In still yet another embodiment, there is provided a system for assessing target-probe interactions comprising (a) a first processing chamber comprising first and second surface tension valves permitting a filament to move into and out of the chamber; (b) a filament disposed in the first processing chamber, passing through the first and second surface tension valves; said filament having probes disposed thereon in an annular fashion; and (c) a device for identifying target-probe interactions on the filament. The system may further comprise a washing chamber comprising first and second surface tension valves permitting a filament to move into and out of the chamber. The system also may further comprise a second processing chamber comprising first and second surface tension valves permitting a filament to move into and out of the chamber.
The device for identifying target-probe interactions may be an excitation source coupled to an emission sensor, for example, where the excitation source is an electromagnetic, chemical, enzymatic excitation or light source. The light source may be a laser. The filament may further comprise a probe identifier associated with a particular probe type. The system also may further comprise one or more pumps operably connected to the processing chamber by a tube and/or valve, facilitating filling or draining of the processing chamber with a solution; may further comprise a device that facilitates transport of the filament through the first processing chamber; may further comprise a device for applying a first electrical charge to the filament; may further comprise a second device for applying a second electrical charge to the filament, the second electrical charge being opposite that of the first electrical charge; and may further comprise a device for subjecting a target in solution in the processing chamber to electrophoretic transport.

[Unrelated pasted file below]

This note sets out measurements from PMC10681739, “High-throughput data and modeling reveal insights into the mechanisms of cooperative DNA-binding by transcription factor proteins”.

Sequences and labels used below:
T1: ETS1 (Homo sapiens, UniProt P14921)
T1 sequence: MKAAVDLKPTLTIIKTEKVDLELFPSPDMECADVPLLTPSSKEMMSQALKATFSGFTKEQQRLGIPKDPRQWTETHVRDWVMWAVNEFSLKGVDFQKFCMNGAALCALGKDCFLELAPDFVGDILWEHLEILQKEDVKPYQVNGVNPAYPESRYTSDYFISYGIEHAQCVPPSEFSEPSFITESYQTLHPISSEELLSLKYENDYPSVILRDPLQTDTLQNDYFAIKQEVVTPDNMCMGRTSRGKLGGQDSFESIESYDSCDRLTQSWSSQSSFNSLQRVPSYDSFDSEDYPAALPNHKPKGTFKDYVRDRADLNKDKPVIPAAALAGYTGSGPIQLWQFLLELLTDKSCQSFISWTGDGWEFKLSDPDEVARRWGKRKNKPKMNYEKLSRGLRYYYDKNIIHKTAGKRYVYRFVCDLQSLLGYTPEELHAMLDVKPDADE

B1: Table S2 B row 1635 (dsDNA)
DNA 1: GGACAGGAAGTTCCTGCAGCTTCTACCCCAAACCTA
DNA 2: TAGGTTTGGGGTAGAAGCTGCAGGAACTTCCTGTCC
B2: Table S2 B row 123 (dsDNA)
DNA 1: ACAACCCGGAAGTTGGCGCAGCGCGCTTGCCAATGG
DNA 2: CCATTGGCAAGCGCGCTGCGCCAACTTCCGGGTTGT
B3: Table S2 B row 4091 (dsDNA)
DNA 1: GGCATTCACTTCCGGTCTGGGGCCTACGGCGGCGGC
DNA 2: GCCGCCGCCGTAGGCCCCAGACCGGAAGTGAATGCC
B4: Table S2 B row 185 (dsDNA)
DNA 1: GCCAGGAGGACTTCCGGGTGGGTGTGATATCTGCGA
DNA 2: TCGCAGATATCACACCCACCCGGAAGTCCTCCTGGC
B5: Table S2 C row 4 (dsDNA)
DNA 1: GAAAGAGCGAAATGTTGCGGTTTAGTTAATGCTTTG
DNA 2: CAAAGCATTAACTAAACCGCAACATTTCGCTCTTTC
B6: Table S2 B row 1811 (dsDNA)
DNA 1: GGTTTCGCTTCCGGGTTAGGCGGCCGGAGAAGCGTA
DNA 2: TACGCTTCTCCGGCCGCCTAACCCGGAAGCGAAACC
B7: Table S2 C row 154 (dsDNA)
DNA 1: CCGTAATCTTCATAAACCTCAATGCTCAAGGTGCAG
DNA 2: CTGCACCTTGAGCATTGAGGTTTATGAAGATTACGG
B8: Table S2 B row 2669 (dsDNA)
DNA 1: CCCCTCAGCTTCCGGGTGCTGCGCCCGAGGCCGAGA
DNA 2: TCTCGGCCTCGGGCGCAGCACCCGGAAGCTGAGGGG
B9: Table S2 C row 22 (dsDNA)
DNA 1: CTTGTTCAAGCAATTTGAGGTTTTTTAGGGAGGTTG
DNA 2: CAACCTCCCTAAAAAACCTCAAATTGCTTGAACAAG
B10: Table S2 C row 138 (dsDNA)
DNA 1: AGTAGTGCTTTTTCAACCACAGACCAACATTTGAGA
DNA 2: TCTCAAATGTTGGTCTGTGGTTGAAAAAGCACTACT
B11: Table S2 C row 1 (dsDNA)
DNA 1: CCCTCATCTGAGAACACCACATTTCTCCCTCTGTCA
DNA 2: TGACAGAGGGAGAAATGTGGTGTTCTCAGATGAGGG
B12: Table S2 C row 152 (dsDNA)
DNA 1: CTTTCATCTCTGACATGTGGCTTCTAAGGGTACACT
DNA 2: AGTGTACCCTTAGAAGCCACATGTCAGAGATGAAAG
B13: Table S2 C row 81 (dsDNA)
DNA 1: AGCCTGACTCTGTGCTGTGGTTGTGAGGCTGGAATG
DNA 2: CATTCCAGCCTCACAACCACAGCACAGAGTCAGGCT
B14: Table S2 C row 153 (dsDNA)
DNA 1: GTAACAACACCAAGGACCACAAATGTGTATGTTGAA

The filament may be looped to facilitate repeated exposure to the first processing chamber, the target and probe may be nucleic acids, or they may be proteins. The system any further comprise a computer that controls one or more of (i) filament movement; (ii) filling or draining of the processing chamber; (iii) temperature of a solution in the processing chamber; (iv) charge on the filament; (v) electrophoretic transport of the target; (vi) analysis of a signal resulting from target-probe binding; and (vii) signal amplification.
These, and other, embodiments of the invention will be better appreciated and understood when considered in conjunction with the following description and the accompanying drawings. It should be understood, however, that the following description, while indicating various embodiments of the invention and numerous specific details thereof, is given by way of illustration and not of limitation. Many substitutions, modifications, additions and/or rearrangements may be made within the scope of the invention without departing from the spirit thereof, and the invention includes all such substitutions, modifications, additions and/or rearrangements.
- BRIEF DESCRIPTION OF THE DRAWINGS